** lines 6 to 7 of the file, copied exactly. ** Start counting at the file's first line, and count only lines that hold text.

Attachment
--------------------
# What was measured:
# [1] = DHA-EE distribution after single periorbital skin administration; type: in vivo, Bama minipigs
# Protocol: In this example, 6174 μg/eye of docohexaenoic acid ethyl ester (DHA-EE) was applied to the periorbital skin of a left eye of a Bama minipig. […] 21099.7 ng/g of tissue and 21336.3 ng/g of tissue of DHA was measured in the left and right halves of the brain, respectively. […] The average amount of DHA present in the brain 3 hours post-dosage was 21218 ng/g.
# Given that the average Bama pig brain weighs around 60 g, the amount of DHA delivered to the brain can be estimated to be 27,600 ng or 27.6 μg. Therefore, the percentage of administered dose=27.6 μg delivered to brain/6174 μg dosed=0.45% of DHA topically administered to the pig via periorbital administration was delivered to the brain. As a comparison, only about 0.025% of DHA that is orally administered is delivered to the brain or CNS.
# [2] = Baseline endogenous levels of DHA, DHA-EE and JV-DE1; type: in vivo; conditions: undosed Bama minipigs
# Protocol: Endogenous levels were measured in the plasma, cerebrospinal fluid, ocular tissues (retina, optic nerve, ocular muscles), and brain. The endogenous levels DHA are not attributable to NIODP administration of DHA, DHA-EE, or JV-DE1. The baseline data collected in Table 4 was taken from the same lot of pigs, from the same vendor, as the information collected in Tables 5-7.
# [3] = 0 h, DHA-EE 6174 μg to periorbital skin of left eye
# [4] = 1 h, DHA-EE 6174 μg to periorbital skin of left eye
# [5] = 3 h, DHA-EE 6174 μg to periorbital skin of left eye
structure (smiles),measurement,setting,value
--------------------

# Protocol: Endogenous levels were measured in the plasma, cerebrospinal fluid, ocular tissues (retina, optic nerve, ocular muscles), and brain. The endogenous levels DHA are not attributable to NIODP administration of DHA, DHA-EE, or JV-DE1. The baseline data collected in Table 4 was taken from the same lot of pigs, from the same vendor, as the information collected in Tables 5-7.
# [3] = 0 h, DHA-EE 6174 μg to periorbital skin of left eye